A Netflix notice reminds viewers, and Judi Dench, that ‘The Crown’ is fictional.
In the fall of 2016, a Netflix notice was sent to users who had watched the first two episodes of the fifth season of “The Crown” saying that it was fictional, and that viewers who had watched it had been misled about its “history.”
This was an entirely unremarkable story, but then, it was the first episode of a fictional show with a very well-known history and a well-known actor as its star, that would have received notice and discussion if it were real. It’s not, but this story is far from uncommon: The first season of “House of Cards” had been leaked and posted online. And last year, fans protested an episode of “House of Cards” without the star, Kevin Spacey, who had abruptly resigned from the show.
This kind of controversy wasn’t inevitable. Netflix, the streaming giant, had been working on putting out a list of shows with which its subscribers were warned to avoid. With the release of its first transparency report, it had identified several shows that featured or featured characters that weren’t based on people. These included “House of Cards,” and the long-running political satire “Unbreakable Kimmy Schmidt.” They had all been flagged to be particularly difficult for viewers to deal with. But they were all fictional shows, not real television.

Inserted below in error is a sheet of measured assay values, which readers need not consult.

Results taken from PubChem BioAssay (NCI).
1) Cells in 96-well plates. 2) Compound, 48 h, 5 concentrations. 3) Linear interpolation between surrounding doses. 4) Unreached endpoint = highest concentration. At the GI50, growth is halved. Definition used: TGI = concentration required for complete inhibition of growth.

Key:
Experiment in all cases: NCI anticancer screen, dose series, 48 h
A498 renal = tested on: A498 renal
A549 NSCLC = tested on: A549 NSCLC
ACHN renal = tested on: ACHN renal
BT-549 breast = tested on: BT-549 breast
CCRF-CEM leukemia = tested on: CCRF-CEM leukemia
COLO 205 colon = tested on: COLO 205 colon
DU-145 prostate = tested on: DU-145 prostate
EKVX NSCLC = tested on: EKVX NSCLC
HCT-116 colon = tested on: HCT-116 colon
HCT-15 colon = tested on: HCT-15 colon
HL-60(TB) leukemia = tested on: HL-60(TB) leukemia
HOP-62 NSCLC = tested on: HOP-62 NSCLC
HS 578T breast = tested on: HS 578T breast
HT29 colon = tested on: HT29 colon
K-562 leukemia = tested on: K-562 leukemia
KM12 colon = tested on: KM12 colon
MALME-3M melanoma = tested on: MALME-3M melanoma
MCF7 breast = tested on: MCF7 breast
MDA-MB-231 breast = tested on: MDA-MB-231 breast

But “The Crown” was different: It was a historical drama on Netflix. And the story behind “The Crown” wasn’t fictional. It was about Queen Elizabeth II, her long reign, and the British coronation. The show was based on the official narrative from the House of Windsor archives, and had been created by a team of scholars, historians, and journalists. The original episodes had been produced before the Queen�